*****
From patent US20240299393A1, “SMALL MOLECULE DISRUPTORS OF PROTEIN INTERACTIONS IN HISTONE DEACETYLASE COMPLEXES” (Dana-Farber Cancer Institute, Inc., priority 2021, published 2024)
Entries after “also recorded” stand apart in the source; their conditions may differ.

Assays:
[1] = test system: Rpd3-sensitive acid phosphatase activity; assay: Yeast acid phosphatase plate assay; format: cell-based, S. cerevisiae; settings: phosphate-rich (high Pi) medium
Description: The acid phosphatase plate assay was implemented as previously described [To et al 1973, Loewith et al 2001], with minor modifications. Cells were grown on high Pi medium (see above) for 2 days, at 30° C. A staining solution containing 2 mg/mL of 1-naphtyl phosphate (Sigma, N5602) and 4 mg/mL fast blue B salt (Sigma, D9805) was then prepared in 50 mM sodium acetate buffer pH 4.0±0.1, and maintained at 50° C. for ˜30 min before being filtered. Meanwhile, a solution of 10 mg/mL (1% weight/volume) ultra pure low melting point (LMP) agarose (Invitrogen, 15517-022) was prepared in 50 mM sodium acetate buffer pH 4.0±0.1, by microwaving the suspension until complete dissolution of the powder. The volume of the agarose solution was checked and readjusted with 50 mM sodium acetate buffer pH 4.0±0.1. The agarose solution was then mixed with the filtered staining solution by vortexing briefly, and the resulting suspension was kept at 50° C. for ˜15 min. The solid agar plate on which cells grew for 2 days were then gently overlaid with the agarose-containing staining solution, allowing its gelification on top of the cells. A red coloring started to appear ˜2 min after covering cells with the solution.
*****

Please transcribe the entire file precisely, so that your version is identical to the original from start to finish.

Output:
From patent US20240299393A1, “SMALL MOLECULE DISRUPTORS OF PROTEIN INTERACTIONS IN HISTONE DEACETYLASE COMPLEXES” (Dana-Farber Cancer Institute, Inc., priority 2021, published 2024)
Entries after “also recorded” stand apart in the source; their conditions may differ.

Assays:
[1] = test system: Rpd3-sensitive acid phosphatase activity; assay: Yeast acid phosphatase plate assay; format: cell-based, S. cerevisiae; settings: phosphate-rich (high Pi) medium
Description: The acid phosphatase plate assay was implemented as previously described [To et al 1973, Loewith et al 2001], with minor modifications. Cells were grown on high Pi medium (see above) for 2 days, at 30° C. A staining solution containing 2 mg/mL of 1-naphtyl phosphate (Sigma, N5602) and 4 mg/mL fast blue B salt (Sigma, D9805) was then prepared in 50 mM sodium acetate buffer pH 4.0±0.1, and maintained at 50° C. for ˜30 min before being filtered. Meanwhile, a solution of 10 mg/mL (1% weight/volume) ultra pure low melting point (LMP) agarose (Invitrogen, 15517-022) was prepared in 50 mM sodium acetate buffer pH 4.0±0.1, by microwaving the suspension until complete dissolution of the powder. The volume of the agarose solution was checked and readjusted with 50 mM sodium acetate buffer pH 4.0±0.1. The agarose solution was then mixed with the filtered staining solution by vortexing briefly, and the resulting suspension was kept at 50° C. for ˜15 min. The solid agar plate on which cells grew for 2 days were then gently overlaid with the agarose-containing staining solution, allowing its gelification on top of the cells. A red coloring started to appear ˜2 min after covering cells with the solution.